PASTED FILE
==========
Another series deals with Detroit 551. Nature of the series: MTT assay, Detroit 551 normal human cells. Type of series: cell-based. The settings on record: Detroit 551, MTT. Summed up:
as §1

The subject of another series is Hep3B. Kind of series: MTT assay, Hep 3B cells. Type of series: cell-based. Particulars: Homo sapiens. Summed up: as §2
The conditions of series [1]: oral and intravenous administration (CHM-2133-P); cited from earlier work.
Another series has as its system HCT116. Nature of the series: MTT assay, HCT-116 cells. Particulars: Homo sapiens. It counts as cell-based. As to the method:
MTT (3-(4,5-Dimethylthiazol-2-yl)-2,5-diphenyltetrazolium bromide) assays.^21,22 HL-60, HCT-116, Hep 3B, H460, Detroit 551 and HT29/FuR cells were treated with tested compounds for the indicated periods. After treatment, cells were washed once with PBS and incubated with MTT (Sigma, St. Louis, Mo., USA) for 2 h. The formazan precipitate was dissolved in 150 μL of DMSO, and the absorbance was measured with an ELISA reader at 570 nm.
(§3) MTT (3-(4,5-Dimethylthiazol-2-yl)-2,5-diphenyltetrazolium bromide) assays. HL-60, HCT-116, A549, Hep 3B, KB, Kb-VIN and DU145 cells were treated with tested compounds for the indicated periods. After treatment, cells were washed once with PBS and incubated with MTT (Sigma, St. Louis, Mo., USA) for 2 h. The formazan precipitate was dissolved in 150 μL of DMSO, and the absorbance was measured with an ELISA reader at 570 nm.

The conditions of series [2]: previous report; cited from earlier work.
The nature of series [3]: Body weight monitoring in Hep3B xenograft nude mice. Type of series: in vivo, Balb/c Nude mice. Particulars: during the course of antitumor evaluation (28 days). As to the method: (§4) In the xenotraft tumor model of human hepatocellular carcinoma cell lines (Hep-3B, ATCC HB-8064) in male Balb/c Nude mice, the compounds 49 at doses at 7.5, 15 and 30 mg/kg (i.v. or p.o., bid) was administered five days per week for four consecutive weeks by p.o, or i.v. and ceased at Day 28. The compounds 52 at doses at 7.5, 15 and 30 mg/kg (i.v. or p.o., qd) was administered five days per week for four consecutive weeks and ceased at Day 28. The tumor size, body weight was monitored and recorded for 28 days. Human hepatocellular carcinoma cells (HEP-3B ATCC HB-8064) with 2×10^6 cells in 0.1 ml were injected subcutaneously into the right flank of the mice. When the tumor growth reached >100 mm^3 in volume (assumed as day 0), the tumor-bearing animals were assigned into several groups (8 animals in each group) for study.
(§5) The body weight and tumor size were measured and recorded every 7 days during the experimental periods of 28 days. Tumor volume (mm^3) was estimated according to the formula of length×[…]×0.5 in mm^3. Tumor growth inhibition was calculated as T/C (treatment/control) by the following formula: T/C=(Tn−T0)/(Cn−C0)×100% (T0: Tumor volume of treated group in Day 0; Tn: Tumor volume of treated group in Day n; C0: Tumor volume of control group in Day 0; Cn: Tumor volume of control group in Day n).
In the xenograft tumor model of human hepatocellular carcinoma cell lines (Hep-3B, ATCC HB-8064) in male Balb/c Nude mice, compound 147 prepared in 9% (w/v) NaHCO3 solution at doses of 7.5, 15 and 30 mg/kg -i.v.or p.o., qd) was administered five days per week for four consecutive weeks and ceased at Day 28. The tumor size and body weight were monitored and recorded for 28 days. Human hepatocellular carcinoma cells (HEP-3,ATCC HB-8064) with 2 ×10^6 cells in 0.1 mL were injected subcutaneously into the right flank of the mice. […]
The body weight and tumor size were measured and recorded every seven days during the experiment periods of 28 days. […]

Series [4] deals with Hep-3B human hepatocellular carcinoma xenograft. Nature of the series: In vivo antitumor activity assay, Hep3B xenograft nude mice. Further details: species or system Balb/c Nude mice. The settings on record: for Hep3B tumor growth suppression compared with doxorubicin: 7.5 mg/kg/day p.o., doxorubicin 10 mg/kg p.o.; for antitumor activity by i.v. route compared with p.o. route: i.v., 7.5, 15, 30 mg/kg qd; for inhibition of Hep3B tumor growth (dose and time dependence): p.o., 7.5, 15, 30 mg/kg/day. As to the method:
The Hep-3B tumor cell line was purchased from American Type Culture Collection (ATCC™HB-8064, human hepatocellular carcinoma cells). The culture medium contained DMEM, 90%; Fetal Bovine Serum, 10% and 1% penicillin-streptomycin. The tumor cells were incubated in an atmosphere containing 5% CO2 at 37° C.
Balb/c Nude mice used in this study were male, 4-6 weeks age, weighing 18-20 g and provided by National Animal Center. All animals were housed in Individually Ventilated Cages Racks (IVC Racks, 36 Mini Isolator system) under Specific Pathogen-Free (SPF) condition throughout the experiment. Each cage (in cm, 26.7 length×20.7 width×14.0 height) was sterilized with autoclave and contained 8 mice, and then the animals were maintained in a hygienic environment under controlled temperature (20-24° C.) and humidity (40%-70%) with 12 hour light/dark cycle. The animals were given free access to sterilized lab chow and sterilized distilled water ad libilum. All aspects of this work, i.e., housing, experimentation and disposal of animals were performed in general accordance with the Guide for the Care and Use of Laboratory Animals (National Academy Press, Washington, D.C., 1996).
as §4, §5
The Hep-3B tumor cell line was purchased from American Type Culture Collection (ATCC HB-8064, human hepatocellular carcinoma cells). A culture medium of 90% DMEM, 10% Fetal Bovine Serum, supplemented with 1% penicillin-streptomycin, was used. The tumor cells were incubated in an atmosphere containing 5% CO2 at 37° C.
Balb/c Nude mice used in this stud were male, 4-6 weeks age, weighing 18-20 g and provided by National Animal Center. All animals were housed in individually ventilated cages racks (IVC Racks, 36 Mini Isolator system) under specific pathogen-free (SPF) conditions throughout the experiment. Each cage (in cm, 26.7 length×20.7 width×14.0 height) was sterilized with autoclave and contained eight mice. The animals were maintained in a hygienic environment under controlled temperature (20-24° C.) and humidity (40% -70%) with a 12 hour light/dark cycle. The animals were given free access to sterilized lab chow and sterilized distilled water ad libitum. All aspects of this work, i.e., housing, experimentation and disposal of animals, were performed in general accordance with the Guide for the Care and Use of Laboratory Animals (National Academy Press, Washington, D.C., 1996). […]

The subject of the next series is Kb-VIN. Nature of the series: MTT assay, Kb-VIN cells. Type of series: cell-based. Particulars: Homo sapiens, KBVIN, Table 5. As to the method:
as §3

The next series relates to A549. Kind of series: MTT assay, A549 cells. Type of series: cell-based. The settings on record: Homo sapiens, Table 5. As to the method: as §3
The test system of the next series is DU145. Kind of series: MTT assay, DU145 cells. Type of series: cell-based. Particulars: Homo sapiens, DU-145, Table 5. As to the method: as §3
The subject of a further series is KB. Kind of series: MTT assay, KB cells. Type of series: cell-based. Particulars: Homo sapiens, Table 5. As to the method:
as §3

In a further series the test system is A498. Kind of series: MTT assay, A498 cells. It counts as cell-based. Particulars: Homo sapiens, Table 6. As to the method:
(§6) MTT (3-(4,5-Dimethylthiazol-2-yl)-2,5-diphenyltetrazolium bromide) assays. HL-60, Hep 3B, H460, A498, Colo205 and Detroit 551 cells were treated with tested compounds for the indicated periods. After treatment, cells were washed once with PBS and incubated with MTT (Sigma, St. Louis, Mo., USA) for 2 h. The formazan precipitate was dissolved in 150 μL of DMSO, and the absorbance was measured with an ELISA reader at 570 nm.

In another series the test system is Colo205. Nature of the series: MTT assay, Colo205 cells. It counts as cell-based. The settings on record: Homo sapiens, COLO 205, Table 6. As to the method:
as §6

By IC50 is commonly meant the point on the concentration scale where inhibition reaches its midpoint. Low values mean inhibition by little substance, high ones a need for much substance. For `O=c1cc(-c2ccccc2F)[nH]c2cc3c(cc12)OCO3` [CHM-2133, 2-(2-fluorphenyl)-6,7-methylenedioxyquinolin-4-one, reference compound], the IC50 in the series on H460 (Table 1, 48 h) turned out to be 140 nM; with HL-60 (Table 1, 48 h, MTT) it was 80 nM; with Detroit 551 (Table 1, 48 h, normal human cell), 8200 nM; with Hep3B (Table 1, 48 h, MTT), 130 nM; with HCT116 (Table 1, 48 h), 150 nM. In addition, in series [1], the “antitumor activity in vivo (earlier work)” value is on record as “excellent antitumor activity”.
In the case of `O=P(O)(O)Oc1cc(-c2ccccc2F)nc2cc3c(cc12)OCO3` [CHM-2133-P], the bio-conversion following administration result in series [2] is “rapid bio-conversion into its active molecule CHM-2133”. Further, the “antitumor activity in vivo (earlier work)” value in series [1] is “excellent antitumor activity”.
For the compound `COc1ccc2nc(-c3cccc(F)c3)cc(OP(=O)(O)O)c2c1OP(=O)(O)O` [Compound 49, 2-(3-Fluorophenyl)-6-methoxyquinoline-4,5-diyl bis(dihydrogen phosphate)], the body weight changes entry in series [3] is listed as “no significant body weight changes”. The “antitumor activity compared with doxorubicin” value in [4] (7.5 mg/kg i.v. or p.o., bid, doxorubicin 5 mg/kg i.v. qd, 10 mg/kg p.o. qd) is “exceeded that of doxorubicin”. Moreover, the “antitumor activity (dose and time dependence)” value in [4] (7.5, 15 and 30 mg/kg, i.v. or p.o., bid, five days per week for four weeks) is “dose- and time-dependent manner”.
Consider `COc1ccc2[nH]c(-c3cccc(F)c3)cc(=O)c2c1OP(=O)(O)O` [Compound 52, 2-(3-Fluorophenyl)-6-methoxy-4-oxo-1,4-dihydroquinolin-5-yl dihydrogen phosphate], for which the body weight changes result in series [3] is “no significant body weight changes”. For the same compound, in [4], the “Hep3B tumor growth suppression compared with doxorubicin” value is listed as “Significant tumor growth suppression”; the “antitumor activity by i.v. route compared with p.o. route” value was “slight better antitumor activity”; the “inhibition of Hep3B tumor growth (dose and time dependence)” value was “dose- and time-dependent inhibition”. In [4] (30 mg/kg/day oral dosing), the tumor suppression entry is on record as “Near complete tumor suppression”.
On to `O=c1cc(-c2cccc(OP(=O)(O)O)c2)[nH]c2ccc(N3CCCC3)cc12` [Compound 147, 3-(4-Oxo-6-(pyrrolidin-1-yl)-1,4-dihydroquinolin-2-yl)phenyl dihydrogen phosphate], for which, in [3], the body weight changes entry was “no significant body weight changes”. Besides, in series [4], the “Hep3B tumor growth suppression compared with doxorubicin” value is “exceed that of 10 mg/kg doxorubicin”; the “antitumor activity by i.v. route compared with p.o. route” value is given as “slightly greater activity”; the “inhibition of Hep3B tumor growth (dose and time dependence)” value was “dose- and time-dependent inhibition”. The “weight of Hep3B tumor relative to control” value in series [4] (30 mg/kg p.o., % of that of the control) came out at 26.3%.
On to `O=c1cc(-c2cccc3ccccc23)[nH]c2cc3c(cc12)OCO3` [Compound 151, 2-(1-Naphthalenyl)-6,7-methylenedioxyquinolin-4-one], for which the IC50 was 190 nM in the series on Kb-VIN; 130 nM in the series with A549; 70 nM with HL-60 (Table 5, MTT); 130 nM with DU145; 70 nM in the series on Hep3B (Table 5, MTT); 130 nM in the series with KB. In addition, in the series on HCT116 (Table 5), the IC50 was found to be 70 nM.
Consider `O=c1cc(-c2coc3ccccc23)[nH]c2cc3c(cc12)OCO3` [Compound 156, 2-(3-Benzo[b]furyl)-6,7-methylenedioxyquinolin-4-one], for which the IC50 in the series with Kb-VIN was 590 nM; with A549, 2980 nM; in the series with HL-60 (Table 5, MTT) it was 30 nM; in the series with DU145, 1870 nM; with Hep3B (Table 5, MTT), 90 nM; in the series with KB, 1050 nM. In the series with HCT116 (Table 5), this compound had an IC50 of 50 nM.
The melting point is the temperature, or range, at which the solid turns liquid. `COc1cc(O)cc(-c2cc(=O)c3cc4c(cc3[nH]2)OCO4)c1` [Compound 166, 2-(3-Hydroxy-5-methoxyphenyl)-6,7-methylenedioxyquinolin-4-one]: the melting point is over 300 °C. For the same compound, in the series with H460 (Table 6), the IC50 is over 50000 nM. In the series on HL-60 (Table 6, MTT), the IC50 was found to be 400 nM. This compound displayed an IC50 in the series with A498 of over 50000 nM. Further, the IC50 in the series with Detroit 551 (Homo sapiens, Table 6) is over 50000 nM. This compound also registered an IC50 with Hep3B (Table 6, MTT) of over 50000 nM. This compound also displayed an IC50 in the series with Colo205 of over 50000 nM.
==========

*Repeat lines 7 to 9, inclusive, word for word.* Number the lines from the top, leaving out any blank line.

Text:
(§3) MTT (3-(4,5-Dimethylthiazol-2-yl)-2,5-diphenyltetrazolium bromide) assays. HL-60, HCT-116, A549, Hep 3B, KB, Kb-VIN and DU145 cells were treated with tested compounds for the indicated periods. After treatment, cells were washed once with PBS and incubated with MTT (Sigma, St. Louis, Mo., USA) for 2 h. The formazan precipitate was dissolved in 150 μL of DMSO, and the absorbance was measured with an ELISA reader at 570 nm.

The conditions of series [2]: previous report; cited from earlier work.
The nature of series [3]: Body weight monitoring in Hep3B xenograft nude mice. Type of series: in vivo, Balb/c Nude mice. Particulars: during the course of antitumor evaluation (28 days). As to the method: (§4) In the xenotraft tumor model of human hepatocellular carcinoma cell lines (Hep-3B, ATCC HB-8064) in male Balb/c Nude mice, the compounds 49 at doses at 7.5, 15 and 30 mg/kg (i.v. or p.o., bid) was administered five days per week for four consecutive weeks by p.o, or i.v. and ceased at Day 28. The compounds 52 at doses at 7.5, 15 and 30 mg/kg (i.v. or p.o., qd) was administered five days per week for four consecutive weeks and ceased at Day 28. The tumor size, body weight was monitored and recorded for 28 days. Human hepatocellular carcinoma cells (HEP-3B ATCC HB-8064) with 2×10^6 cells in 0.1 ml were injected subcutaneously into the right flank of the mice. When the tumor growth reached >100 mm^3 in volume (assumed as day 0), the tumor-bearing animals were assigned into several groups (8 animals in each group) for study.